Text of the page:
Interpolation involves using the values of the data to calculate a number between them. This can be done graphically or with an equation. It is important to know how to interpolate numbers because it can help you better understand the data by trying to determine the values of the data that were not specifically given in the initial set. You only need a few sets of values in order to interpolate.
- Math book
- Graph paper
Make a table of the data values, then create a graph from those values. For example, you may be given data about the number of students that failed the math placement exam for the years 2000, 2002, 2004, and 2006. In the year 2000, 100 students failed. In 2002, 90 students failed. In 2004, 48 students failed. In 2006, 32 students failed. The problem may ask you to use interpolation to find the number of students who failed the test in the 2001.
Make a graph of the data in the table. Put the years on the x-axis and the number of students that failed on the y-axis. Connect all of the points with a line.
Use a ruler to make a vertical line from the x value of 2001 to the line of the graph. Make a horizontal line from the point on the graph, to the y-axis. Doing this graphical interpolation, you may find that about 95 students failed the math placement test in the year 2001.
Know the formula for the linear interpolation process. The formula is y = y1 + ((x - x1) / (x2 - x1)) * (y2 - y1), where x is the known value, y is the unknown value, x1 and y1 are the coordinates that are below the known x value, and x2 and y2 are the coordinates that are above the x value.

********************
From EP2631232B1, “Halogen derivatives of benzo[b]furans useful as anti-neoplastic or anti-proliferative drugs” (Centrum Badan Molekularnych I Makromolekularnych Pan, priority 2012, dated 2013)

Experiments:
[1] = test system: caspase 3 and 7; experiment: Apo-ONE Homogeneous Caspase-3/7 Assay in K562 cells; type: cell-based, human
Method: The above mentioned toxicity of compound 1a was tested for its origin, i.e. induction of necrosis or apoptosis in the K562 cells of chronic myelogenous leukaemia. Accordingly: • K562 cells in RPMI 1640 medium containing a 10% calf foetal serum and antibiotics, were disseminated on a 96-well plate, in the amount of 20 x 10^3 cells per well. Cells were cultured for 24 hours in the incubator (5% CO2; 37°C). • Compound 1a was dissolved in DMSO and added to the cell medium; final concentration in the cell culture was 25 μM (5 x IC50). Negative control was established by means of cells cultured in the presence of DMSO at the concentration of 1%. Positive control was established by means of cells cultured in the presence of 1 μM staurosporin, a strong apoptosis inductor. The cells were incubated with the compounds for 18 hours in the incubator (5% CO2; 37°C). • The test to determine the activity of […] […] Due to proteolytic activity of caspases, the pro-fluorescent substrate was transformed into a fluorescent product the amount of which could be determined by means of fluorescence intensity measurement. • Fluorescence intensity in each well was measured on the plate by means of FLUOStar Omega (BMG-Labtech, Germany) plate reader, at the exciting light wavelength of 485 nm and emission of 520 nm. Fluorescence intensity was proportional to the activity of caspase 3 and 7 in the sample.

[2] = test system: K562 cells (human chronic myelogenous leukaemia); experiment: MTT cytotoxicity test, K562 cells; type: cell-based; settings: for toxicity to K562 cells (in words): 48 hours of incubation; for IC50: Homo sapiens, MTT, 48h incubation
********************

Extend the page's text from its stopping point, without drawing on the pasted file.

Write down the numbers that you are going to put into the equation. Since your unknown x value is the year 2001, you will use the values in the table for 2000 and 2002. Therefore, x = 2001, x1 = 2000, y1 = 100, x2 = 2002, and y2 = 90.
Put the values of the data into the linear interpolation formula. For example, you have y = 100 + ((2001 - 2000) / (2002 - 2000)) x (90 - 100). You should receive an answer of 95 students. Therefore, in the year 2001, 95 students failed the math placement exam.
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About the Author
Mara Pesacreta has been writing for over seven years. She has been published on various websites and currently attends the Polytechnic Institute of New York University.
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